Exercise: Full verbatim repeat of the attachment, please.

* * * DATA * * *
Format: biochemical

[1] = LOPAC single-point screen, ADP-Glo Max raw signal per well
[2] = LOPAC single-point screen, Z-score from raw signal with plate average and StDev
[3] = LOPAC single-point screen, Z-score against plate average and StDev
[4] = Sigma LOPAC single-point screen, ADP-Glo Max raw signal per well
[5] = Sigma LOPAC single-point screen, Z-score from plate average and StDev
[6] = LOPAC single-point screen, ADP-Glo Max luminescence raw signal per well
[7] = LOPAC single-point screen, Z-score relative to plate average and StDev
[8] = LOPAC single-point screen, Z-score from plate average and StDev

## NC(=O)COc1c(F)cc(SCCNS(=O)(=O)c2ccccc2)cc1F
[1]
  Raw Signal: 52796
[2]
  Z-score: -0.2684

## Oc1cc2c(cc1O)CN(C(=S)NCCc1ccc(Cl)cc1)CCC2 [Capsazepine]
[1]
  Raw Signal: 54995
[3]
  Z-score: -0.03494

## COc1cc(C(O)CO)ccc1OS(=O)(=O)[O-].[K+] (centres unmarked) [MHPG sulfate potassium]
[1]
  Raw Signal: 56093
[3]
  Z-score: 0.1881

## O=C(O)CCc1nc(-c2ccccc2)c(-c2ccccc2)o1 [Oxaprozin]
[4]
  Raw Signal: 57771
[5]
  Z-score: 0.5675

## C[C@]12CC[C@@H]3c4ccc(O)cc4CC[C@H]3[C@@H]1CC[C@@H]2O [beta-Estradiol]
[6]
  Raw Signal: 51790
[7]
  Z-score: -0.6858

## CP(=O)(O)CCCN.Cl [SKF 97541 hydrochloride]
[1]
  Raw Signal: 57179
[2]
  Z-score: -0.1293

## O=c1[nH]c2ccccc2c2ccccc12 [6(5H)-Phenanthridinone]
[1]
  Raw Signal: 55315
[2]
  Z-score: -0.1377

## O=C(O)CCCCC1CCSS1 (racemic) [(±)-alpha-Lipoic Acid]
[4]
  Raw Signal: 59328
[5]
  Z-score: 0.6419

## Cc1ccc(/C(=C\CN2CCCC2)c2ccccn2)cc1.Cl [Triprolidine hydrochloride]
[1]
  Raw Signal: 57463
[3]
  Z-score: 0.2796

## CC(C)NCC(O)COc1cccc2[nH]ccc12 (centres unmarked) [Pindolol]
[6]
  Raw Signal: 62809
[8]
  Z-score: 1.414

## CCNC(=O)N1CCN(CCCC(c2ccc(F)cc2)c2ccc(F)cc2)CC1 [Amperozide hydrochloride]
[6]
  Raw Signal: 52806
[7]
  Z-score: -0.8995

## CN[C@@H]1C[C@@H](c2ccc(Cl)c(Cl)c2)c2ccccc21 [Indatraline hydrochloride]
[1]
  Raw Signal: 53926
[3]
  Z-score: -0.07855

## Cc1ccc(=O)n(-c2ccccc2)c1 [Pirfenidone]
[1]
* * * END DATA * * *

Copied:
Format: biochemical

[1] = LOPAC single-point screen, ADP-Glo Max raw signal per well
[2] = LOPAC single-point screen, Z-score from raw signal with plate average and StDev
[3] = LOPAC single-point screen, Z-score against plate average and StDev
[4] = Sigma LOPAC single-point screen, ADP-Glo Max raw signal per well
[5] = Sigma LOPAC single-point screen, Z-score from plate average and StDev
[6] = LOPAC single-point screen, ADP-Glo Max luminescence raw signal per well
[7] = LOPAC single-point screen, Z-score relative to plate average and StDev
[8] = LOPAC single-point screen, Z-score from plate average and StDev

## NC(=O)COc1c(F)cc(SCCNS(=O)(=O)c2ccccc2)cc1F
[1]
  Raw Signal: 52796
[2]
  Z-score: -0.2684

## Oc1cc2c(cc1O)CN(C(=S)NCCc1ccc(Cl)cc1)CCC2 [Capsazepine]
[1]
  Raw Signal: 54995
[3]
  Z-score: -0.03494

## COc1cc(C(O)CO)ccc1OS(=O)(=O)[O-].[K+] (centres unmarked) [MHPG sulfate potassium]
[1]
  Raw Signal: 56093
[3]
  Z-score: 0.1881

## O=C(O)CCc1nc(-c2ccccc2)c(-c2ccccc2)o1 [Oxaprozin]
[4]
  Raw Signal: 57771
[5]
  Z-score: 0.5675

## C[C@]12CC[C@@H]3c4ccc(O)cc4CC[C@H]3[C@@H]1CC[C@@H]2O [beta-Estradiol]
[6]
  Raw Signal: 51790
[7]
  Z-score: -0.6858

## CP(=O)(O)CCCN.Cl [SKF 97541 hydrochloride]
[1]
  Raw Signal: 57179
[2]
  Z-score: -0.1293

## O=c1[nH]c2ccccc2c2ccccc12 [6(5H)-Phenanthridinone]
[1]
  Raw Signal: 55315
[2]
  Z-score: -0.1377

## O=C(O)CCCCC1CCSS1 (racemic) [(±)-alpha-Lipoic Acid]
[4]
  Raw Signal: 59328
[5]
  Z-score: 0.6419

## Cc1ccc(/C(=C\CN2CCCC2)c2ccccn2)cc1.Cl [Triprolidine hydrochloride]
[1]
  Raw Signal: 57463
[3]
  Z-score: 0.2796

## CC(C)NCC(O)COc1cccc2[nH]ccc12 (centres unmarked) [Pindolol]
[6]
  Raw Signal: 62809
[8]
  Z-score: 1.414

## CCNC(=O)N1CCN(CCCC(c2ccc(F)cc2)c2ccc(F)cc2)CC1 [Amperozide hydrochloride]
[6]
  Raw Signal: 52806
[7]
  Z-score: -0.8995

## CN[C@@H]1C[C@@H](c2ccc(Cl)c(Cl)c2)c2ccccc21 [Indatraline hydrochloride]
[1]
  Raw Signal: 53926
[3]
  Z-score: -0.07855

## Cc1ccc(=O)n(-c2ccccc2)c1 [Pirfenidone]
[1]